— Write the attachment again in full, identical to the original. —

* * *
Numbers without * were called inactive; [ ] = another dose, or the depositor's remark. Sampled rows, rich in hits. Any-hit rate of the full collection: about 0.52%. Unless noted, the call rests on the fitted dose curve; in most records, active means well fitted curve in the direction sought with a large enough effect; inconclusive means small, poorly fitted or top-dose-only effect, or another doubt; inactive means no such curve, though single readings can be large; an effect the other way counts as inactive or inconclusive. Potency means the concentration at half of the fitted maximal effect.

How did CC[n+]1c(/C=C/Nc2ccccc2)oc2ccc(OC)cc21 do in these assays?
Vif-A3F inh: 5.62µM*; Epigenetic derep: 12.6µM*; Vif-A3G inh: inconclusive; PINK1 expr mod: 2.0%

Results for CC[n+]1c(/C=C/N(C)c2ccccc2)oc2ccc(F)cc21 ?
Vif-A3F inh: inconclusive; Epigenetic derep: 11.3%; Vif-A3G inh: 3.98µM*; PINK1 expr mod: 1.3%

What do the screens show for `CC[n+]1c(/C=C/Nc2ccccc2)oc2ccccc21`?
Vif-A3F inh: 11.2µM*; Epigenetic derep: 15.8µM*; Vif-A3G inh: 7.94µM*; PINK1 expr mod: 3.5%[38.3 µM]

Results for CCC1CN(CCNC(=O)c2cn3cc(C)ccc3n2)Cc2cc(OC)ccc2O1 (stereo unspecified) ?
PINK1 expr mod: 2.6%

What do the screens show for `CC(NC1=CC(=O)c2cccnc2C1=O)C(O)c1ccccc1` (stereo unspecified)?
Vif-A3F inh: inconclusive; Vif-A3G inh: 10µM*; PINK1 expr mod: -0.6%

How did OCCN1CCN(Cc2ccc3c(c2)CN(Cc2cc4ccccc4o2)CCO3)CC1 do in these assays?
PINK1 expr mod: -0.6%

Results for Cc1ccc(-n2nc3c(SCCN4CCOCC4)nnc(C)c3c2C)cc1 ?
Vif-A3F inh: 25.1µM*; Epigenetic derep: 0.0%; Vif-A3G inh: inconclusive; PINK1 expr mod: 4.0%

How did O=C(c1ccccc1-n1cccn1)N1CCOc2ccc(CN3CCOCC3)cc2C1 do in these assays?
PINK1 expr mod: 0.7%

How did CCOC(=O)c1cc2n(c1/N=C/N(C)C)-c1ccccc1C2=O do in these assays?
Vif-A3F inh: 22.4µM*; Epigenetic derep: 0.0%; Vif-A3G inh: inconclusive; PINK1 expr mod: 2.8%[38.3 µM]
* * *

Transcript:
Numbers without * were called inactive; [ ] = another dose, or the depositor's remark. Sampled rows, rich in hits. Any-hit rate of the full collection: about 0.52%. Unless noted, the call rests on the fitted dose curve; in most records, active means well fitted curve in the direction sought with a large enough effect; inconclusive means small, poorly fitted or top-dose-only effect, or another doubt; inactive means no such curve, though single readings can be large; an effect the other way counts as inactive or inconclusive. Potency means the concentration at half of the fitted maximal effect.

How did CC[n+]1c(/C=C/Nc2ccccc2)oc2ccc(OC)cc21 do in these assays?
Vif-A3F inh: 5.62µM*; Epigenetic derep: 12.6µM*; Vif-A3G inh: inconclusive; PINK1 expr mod: 2.0%

Results for CC[n+]1c(/C=C/N(C)c2ccccc2)oc2ccc(F)cc21 ?
Vif-A3F inh: inconclusive; Epigenetic derep: 11.3%; Vif-A3G inh: 3.98µM*; PINK1 expr mod: 1.3%

What do the screens show for `CC[n+]1c(/C=C/Nc2ccccc2)oc2ccccc21`?
Vif-A3F inh: 11.2µM*; Epigenetic derep: 15.8µM*; Vif-A3G inh: 7.94µM*; PINK1 expr mod: 3.5%[38.3 µM]

Results for CCC1CN(CCNC(=O)c2cn3cc(C)ccc3n2)Cc2cc(OC)ccc2O1 (stereo unspecified) ?
PINK1 expr mod: 2.6%

What do the screens show for `CC(NC1=CC(=O)c2cccnc2C1=O)C(O)c1ccccc1` (stereo unspecified)?
Vif-A3F inh: inconclusive; Vif-A3G inh: 10µM*; PINK1 expr mod: -0.6%

How did OCCN1CCN(Cc2ccc3c(c2)CN(Cc2cc4ccccc4o2)CCO3)CC1 do in these assays?
PINK1 expr mod: -0.6%

Results for Cc1ccc(-n2nc3c(SCCN4CCOCC4)nnc(C)c3c2C)cc1 ?
Vif-A3F inh: 25.1µM*; Epigenetic derep: 0.0%; Vif-A3G inh: inconclusive; PINK1 expr mod: 4.0%

How did O=C(c1ccccc1-n1cccn1)N1CCOc2ccc(CN3CCOCC3)cc2C1 do in these assays?
PINK1 expr mod: 0.7%

How did CCOC(=O)c1cc2n(c1/N=C/N(C)C)-c1ccccc1C2=O do in these assays?
Vif-A3F inh: 22.4µM*; Epigenetic derep: 0.0%; Vif-A3G inh: inconclusive; PINK1 expr mod: 2.8%[38.3 µM]